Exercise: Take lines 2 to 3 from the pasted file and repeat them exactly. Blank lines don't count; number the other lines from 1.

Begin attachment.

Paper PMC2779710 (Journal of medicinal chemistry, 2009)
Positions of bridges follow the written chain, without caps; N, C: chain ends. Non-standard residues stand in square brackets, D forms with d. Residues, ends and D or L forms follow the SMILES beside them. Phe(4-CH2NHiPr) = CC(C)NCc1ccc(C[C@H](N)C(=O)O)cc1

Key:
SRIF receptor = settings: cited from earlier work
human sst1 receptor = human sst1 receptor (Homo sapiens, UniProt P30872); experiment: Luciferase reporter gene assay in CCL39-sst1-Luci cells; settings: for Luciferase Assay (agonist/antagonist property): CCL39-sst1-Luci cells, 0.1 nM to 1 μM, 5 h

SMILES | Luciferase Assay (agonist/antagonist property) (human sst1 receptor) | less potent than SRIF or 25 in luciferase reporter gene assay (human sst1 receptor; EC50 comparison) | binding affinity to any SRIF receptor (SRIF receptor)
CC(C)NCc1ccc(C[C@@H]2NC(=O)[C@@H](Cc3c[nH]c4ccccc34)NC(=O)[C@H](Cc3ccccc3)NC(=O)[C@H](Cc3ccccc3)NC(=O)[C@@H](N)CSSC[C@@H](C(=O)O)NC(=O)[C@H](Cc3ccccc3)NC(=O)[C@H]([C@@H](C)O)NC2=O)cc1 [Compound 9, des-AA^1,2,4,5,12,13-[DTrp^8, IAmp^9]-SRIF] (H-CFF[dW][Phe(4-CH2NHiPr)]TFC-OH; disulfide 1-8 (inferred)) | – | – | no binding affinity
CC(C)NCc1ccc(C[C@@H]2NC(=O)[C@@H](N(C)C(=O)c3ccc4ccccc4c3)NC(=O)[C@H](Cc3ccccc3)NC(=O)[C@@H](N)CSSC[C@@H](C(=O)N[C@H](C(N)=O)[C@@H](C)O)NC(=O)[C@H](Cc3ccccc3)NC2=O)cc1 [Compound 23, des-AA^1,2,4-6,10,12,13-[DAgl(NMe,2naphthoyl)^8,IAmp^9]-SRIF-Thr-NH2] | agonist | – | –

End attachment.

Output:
Positions of bridges follow the written chain, without caps; N, C: chain ends. Non-standard residues stand in square brackets, D forms with d. Residues, ends and D or L forms follow the SMILES beside them. Phe(4-CH2NHiPr) = CC(C)NCc1ccc(C[C@H](N)C(=O)O)cc1

Key: